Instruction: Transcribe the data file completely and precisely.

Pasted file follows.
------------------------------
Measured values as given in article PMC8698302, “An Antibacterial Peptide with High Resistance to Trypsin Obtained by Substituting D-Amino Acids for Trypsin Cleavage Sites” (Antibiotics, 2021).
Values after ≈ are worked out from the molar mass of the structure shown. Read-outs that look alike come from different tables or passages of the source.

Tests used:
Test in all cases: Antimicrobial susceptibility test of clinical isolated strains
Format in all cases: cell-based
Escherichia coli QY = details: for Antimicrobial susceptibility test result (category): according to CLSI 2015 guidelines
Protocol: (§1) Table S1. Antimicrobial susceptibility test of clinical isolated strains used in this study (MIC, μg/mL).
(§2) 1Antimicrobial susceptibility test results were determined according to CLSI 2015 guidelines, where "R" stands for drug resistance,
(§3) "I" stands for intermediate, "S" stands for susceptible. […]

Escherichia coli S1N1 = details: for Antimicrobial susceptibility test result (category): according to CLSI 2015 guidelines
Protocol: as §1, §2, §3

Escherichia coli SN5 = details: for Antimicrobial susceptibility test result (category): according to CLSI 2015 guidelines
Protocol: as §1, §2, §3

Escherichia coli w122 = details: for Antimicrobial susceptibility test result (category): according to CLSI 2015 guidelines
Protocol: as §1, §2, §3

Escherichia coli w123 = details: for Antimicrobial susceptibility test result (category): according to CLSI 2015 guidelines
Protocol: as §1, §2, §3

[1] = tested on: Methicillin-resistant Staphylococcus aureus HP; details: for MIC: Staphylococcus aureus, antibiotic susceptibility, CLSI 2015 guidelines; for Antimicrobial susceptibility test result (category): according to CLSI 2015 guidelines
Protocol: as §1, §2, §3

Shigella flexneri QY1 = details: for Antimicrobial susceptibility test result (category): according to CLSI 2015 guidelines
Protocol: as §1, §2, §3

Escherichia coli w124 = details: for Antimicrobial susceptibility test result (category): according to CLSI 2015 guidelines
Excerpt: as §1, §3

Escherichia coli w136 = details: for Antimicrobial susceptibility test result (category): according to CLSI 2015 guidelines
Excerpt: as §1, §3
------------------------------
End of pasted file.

Measured values as given in article PMC8698302, “An Antibacterial Peptide with High Resistance to Trypsin Obtained by Substituting D-Amino Acids for Trypsin Cleavage Sites” (Antibiotics, 2021).
Values after ≈ are worked out from the molar mass of the structure shown. Read-outs that look alike come from different tables or passages of the source.

Tests used:
Test in all cases: Antimicrobial susceptibility test of clinical isolated strains
Format in all cases: cell-based
Escherichia coli QY = details: for Antimicrobial susceptibility test result (category): according to CLSI 2015 guidelines
Protocol: (§1) Table S1. Antimicrobial susceptibility test of clinical isolated strains used in this study (MIC, μg/mL).
(§2) 1Antimicrobial susceptibility test results were determined according to CLSI 2015 guidelines, where "R" stands for drug resistance,
(§3) "I" stands for intermediate, "S" stands for susceptible. […]

Escherichia coli S1N1 = details: for Antimicrobial susceptibility test result (category): according to CLSI 2015 guidelines
Protocol: as §1, §2, §3

Escherichia coli SN5 = details: for Antimicrobial susceptibility test result (category): according to CLSI 2015 guidelines
Protocol: as §1, §2, §3

Escherichia coli w122 = details: for Antimicrobial susceptibility test result (category): according to CLSI 2015 guidelines
Protocol: as §1, §2, §3

Escherichia coli w123 = details: for Antimicrobial susceptibility test result (category): according to CLSI 2015 guidelines
Protocol: as §1, §2, §3

[1] = tested on: Methicillin-resistant Staphylococcus aureus HP; details: for MIC: Staphylococcus aureus, antibiotic susceptibility, CLSI 2015 guidelines; for Antimicrobial susceptibility test result (category): according to CLSI 2015 guidelines
Protocol: as §1, §2, §3

Shigella flexneri QY1 = details: for Antimicrobial susceptibility test result (category): according to CLSI 2015 guidelines
Protocol: as §1, §2, §3

Escherichia coli w124 = details: for Antimicrobial susceptibility test result (category): according to CLSI 2015 guidelines
Excerpt: as §1, §3

Escherichia coli w136 = details: for Antimicrobial susceptibility test result (category): according to CLSI 2015 guidelines
Excerpt: as §1, §3